Aswin S. N. Seshasayee

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Nucleoid-associated proteins (NAPs) are global regulators of gene expression in Escherichia coli, which affect DNA conformation by bending, wrapping and bridging the DNA. Two of these--H-NS and Fis--bind to specific DNA sequences and structures. Because of their importance to global gene expression, the binding of these NAPs to the DNA was previously(More)
A central tenet in evolutionary theory is that mutations occur randomly with respect to their value to an organism; selection then governs whether they are fixed in a population. This principle has been challenged by long-standing theoretical models predicting that selection could modulate the rate of mutation itself. However, our understanding of how the(More)
IHF and HU are two heterodimeric nucleoid-associated proteins (NAP) that belong to the same protein family but interact differently with the DNA. IHF is a sequence-specific DNA-binding protein that bends the DNA by over 160°. HU is the most conserved NAP, which binds non-specifically to duplex DNA with a particular preference for targeting nicked and bent(More)
Cyclic-di-GMP is a bacterial second messenger that controls the switch between motile and sessile states. It is synthesized by proteins containing the enzymatic GGDEF domain and degraded by the EAL domain. Many bacterial genomes encode several copies of proteins containing these domains, raising questions on how the activities of parallel c-di-GMP(More)
DNA cytosine methylation regulates gene expression in mammals. In bacteria, its role in gene expression and genome architecture is less understood. Here we perform high-throughput sequencing of bisulfite-treated genomic DNA from Escherichia coli K12 to describe, for the first time, the extent of cytosine methylation of bacterial DNA at single-base(More)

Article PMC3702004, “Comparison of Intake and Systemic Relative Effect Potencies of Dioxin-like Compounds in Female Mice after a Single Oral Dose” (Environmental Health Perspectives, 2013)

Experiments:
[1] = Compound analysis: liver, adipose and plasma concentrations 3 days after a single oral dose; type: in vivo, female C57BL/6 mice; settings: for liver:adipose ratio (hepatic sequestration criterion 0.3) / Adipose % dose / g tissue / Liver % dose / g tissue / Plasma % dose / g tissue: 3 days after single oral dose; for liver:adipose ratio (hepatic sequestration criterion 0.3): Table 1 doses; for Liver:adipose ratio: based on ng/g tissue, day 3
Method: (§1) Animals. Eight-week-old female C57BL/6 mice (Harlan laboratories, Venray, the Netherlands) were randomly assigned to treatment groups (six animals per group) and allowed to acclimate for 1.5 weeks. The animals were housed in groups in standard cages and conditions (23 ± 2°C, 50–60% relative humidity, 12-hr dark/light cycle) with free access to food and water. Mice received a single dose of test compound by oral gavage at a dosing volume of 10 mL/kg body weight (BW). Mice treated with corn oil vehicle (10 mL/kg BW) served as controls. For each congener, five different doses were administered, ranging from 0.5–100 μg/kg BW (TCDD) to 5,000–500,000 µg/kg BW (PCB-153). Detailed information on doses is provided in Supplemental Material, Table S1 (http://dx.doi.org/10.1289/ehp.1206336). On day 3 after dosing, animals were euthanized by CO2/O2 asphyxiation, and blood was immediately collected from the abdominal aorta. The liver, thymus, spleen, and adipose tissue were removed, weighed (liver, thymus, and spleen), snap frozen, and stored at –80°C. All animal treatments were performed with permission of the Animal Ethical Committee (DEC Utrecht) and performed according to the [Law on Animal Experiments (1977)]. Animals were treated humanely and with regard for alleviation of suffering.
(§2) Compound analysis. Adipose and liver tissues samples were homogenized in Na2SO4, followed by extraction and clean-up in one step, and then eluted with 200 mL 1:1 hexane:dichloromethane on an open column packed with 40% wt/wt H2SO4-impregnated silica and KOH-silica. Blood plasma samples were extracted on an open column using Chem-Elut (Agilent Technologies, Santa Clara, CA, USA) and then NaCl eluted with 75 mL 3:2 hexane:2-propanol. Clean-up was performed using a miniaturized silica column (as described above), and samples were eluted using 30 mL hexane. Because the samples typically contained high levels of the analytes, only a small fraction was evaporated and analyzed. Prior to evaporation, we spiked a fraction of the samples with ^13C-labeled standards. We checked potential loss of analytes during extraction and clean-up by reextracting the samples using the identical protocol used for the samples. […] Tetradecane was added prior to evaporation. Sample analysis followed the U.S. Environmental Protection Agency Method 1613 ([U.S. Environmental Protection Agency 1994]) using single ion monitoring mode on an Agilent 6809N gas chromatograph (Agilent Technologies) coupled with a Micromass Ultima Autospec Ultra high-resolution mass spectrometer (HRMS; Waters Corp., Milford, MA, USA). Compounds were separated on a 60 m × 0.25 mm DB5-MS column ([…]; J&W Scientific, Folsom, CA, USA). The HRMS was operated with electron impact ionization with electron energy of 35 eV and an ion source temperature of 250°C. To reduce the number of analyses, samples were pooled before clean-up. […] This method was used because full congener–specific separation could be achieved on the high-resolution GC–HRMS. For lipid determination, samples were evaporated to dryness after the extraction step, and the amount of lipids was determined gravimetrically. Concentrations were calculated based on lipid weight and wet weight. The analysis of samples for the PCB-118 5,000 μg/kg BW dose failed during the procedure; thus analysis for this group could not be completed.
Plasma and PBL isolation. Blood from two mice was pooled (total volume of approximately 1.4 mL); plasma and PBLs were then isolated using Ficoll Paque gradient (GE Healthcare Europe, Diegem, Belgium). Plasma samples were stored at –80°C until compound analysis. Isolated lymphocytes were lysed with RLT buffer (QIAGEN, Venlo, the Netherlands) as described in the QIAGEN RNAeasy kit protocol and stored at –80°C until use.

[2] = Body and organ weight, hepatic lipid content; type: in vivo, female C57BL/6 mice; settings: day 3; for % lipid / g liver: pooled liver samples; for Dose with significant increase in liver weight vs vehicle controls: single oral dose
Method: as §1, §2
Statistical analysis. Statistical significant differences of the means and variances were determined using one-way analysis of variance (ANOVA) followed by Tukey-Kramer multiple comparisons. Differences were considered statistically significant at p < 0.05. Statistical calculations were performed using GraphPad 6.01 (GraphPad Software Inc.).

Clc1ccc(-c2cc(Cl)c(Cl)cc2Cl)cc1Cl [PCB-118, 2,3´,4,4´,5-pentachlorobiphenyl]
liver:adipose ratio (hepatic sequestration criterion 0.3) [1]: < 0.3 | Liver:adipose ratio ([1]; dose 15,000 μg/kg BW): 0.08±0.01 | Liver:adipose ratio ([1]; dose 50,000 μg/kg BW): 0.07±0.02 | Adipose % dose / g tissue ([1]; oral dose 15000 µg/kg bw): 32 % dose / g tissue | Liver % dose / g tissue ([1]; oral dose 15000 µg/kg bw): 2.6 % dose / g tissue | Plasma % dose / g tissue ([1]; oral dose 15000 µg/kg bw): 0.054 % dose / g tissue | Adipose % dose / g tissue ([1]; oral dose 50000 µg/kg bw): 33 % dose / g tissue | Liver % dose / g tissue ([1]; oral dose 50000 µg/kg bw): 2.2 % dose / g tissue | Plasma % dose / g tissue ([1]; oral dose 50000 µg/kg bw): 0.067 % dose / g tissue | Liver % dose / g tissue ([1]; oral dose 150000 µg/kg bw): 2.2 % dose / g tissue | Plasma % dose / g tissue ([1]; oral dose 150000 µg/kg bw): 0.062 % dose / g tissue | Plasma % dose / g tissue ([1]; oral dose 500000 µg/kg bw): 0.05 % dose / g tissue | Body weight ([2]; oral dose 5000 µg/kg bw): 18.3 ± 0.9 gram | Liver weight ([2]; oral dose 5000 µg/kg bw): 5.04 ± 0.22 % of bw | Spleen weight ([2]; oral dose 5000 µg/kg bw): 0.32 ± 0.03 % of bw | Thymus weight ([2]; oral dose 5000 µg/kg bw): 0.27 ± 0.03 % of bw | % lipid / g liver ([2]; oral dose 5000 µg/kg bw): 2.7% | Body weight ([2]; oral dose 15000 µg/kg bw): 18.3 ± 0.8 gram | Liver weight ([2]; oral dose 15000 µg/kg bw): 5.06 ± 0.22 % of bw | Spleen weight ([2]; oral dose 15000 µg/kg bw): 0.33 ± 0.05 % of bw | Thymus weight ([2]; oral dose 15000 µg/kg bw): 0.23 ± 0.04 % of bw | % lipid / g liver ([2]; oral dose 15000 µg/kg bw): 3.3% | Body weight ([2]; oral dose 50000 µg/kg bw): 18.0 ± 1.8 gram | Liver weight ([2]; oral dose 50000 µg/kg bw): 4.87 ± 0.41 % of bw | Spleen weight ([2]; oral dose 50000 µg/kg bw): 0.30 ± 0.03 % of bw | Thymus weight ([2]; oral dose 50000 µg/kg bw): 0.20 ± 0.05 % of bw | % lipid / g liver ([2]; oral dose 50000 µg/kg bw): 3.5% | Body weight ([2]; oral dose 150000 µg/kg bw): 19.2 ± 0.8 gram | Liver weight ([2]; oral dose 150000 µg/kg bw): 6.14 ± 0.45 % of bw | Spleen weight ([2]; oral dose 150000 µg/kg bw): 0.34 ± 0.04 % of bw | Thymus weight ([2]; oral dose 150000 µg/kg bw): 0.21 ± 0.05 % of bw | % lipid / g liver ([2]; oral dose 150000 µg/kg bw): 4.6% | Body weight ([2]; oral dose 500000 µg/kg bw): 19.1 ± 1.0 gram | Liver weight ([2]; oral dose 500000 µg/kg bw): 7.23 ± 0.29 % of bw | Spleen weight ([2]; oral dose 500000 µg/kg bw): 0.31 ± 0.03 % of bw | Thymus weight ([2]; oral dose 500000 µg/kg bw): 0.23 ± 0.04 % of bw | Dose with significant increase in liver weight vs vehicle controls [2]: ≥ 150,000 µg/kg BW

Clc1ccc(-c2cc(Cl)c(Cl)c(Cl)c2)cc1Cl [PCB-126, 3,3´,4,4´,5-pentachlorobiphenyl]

The gram-negative enteric bacterium Proteus mirabilis is a frequent cause of urinary tract infections in individuals with long-term indwelling catheters or with complicated urinary tracts (e.g., due to spinal cord injury or anatomic abnormality). P. mirabilis bacteriuria may lead to acute pyelonephritis, fever, and bacteremia. Most notoriously, this(More)
Transcriptional regulatory systems play a central role in coordinating bacterial responses to diverse stimuli. These systems can be studied in progressive stages: from input signals to the final output. At the input stage, transcription factors (TFs) can be classified by their activation from endogenous or exogenous stimuli; in Escherichia coli, up to(More)
Organisms must adapt to make optimal use of the metabolic system in response to environmental changes. In the long-term, this involves evolution of the genomic repertoire of enzymes; in the short-term, transcriptional control ensures that appropriate enzymes are expressed in response to transitory extracellular conditions. Unicellular organisms are(More)
Salmonella enterica serovar Typhimurium definitive type 2 (DT2) is host restricted to Columba livia (rock or feral pigeon) but is also closely related to S. Typhimurium isolates that circulate in livestock and cause a zoonosis characterized by gastroenteritis in humans. DT2 isolates formed a distinct phylogenetic cluster within S. Typhimurium based on(More)
Escherichia coli strains are the major cause of urinary tract infections in humans. Such strains can be divided into virulent, UPEC strains causing symptomatic infections, and asymptomatic, commensal-like strains causing asymptomatic bacteriuria, ABU. The best-characterized ABU strain is strain 83972. Global gene expression profiling of strain 83972 has(More)
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